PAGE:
Anti-BYOB group forms (UPDATE)

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Committee to Preserve Ocean City hopes to send a message that BYOB is bad for OC

OCEAN CITY — Looking to counteract the proponents of the Bring Your Own Bottle initiative, the Committee to Preserve Ocean City recently formed to take on the opposition.

According to a press release sent out by the organization Monday, March 19, “The goal of the Committee to Preserve Ocean City is to educate the voters to the potential problems with the proposed ordinance, and the pitfalls of BYOB.”

“We’re very passionate about preserving Ocean City,” said Ken Cooper, the organization’s treasurer. “We’re going to be very vocal. There are a lot of people out there who do not want to see BYOB in Ocean City. The proponents have been out there, we need to be out there, too. We’re launching a website and we’re getting a campaign together. There’s been a lot of interest.”

Other board members are Chairman Andrew Fasy and Vice Chairman and secretary Carl Scheetz.

Proponents of BYOB, “Friends of Shop, Dine and Play in Ocean City” were able to secure enough valid signatures to place the BYOB question on the May 8 ballot. If the initiative passes, then BYOB will be permissible in Ocean City.

The island has long been a dry town. Residents are permitted to drink and serve alcohol in their homes or on their porches, but consumption of alcohol is not permitted on public property, including restaurants. With the initiative on the ballot, Cooper said some have been concerned that the proponents of BYOB have the momentum.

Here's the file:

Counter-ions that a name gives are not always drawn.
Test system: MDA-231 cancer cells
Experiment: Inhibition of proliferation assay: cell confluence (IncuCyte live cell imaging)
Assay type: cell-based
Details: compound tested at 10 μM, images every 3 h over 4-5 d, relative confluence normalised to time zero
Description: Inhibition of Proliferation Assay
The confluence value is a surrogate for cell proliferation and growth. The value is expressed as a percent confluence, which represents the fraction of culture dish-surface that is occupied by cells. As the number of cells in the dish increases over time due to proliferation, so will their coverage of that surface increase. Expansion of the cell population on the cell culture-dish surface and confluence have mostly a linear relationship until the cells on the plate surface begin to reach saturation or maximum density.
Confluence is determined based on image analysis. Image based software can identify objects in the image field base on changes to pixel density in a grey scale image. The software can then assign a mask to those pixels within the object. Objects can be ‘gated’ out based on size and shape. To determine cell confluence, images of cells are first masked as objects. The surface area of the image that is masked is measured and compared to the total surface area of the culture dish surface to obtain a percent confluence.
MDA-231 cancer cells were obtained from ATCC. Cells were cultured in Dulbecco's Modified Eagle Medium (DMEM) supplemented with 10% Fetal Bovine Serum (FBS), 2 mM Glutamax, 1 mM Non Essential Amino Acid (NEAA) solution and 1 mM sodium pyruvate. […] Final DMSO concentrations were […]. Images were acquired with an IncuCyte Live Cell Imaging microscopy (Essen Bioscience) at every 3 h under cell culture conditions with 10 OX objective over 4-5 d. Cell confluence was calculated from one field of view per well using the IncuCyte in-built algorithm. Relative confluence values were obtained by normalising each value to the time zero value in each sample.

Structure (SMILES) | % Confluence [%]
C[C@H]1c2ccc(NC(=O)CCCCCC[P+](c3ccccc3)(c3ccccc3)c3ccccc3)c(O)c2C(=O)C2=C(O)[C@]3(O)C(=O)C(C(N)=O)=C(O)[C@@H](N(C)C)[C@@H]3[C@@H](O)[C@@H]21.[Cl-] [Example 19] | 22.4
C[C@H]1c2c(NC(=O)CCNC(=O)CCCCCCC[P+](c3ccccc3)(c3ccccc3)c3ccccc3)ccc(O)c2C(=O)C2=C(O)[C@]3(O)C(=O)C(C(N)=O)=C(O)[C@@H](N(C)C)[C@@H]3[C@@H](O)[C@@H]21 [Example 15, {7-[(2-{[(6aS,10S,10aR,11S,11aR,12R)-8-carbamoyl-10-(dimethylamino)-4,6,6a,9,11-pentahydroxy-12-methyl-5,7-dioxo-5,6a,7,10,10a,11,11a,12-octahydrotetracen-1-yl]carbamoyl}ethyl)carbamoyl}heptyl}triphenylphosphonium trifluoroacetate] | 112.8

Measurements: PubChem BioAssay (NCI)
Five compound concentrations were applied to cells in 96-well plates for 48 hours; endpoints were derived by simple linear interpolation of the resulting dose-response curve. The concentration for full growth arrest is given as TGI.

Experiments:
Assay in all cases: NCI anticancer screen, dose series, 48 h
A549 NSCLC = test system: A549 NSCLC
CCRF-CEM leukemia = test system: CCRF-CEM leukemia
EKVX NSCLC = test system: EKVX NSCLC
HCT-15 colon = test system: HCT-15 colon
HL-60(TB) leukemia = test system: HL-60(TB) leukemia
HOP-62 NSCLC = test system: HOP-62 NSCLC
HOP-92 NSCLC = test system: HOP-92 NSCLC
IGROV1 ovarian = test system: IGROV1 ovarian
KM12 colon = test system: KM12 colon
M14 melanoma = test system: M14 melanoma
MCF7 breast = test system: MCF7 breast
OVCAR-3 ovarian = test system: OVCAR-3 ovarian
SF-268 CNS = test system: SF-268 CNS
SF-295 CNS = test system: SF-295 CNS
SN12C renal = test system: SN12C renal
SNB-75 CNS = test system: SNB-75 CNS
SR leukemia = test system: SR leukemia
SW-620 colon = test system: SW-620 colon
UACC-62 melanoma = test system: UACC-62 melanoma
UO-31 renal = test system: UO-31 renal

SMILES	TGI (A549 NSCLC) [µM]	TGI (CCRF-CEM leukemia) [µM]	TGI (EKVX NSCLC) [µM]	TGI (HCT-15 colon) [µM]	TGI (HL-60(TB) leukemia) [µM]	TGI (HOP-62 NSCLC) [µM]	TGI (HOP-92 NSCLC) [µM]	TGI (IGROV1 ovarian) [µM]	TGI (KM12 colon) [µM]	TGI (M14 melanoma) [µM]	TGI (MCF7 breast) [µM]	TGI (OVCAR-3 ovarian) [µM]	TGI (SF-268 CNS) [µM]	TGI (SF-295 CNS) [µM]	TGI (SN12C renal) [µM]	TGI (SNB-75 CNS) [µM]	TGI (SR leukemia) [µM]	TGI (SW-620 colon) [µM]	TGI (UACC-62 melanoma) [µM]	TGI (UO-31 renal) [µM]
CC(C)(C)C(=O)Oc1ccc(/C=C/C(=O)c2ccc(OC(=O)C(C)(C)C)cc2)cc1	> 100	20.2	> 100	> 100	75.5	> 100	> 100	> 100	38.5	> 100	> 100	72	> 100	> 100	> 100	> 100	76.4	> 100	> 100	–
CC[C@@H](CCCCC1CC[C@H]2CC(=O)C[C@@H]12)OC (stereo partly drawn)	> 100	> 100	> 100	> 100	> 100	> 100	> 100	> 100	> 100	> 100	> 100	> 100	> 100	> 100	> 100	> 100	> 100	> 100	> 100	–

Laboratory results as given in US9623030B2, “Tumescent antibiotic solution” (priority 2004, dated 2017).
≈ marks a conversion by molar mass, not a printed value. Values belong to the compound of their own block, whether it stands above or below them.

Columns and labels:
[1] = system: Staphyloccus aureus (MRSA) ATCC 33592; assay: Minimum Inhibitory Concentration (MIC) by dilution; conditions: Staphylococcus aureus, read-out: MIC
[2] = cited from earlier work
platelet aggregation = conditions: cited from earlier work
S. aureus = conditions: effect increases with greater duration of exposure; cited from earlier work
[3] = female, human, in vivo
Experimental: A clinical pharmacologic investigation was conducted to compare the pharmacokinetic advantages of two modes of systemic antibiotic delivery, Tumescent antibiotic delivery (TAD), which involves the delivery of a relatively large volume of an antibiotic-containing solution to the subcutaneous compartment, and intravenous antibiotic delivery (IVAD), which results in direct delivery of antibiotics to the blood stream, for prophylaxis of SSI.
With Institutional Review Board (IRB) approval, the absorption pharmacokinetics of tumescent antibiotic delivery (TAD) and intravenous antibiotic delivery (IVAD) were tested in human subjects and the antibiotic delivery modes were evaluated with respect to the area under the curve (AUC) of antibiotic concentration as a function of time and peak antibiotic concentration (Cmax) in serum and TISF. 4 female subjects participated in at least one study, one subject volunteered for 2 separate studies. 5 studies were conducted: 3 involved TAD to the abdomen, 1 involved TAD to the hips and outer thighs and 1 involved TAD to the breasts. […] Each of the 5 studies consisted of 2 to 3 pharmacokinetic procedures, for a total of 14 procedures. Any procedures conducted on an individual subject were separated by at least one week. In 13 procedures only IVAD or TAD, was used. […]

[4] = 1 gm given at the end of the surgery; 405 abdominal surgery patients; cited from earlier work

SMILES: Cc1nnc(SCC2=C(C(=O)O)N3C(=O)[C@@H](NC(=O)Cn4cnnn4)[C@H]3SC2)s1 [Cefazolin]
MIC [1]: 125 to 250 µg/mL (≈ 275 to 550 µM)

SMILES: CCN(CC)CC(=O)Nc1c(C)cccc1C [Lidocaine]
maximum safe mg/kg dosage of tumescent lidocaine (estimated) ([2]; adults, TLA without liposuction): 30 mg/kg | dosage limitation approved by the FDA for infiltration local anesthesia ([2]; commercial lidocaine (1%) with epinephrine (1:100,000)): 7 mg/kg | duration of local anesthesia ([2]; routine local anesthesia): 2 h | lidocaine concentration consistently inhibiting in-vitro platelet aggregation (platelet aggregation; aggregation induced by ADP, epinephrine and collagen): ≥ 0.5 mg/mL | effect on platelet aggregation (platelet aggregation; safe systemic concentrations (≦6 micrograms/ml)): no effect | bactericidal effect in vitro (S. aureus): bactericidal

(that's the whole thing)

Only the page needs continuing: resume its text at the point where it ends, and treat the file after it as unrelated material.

“We started to get calls, ‘What are you doing about this? How can we stop it?’” said Cooper. “So we decided to form a group to fight this.”

Cooper, a local Realtor, said he believes BYOB could severely affect real estate value on the island.

“The statistics show this, Ocean City has the third highest ratables in New Jersey,” he said. “Higher than any town surrounding us, and that’s because we are unique, because we are dry, and because our founding fathers had the foresight to preserve this island, to prevent it from becoming like Atlantic City. Our family image comes from not having alcohol.”

“This drastic change to the community’s image – for questionable benefits – is ill-advised, and could have the unintended result of actually reducing business by alienating our core demographic: families. This is clearly a case of the risks outweighing any potential reward,” Fasy said.

Cooper said he is “vehemently opposed to BYOB.”

“For 133 years we have cultivated the family image that was created especially for us. Our founding fathers wanted this, they created this wonderful community and what we have is working. We think this is a really bad decision for Ocean City. It’s like taking Mickey Mouse’s ears away at Disney World. Why we would want to even try this is beyond me. It’s very upsetting.”

Cooper said the city is taking a big chance for just a few people.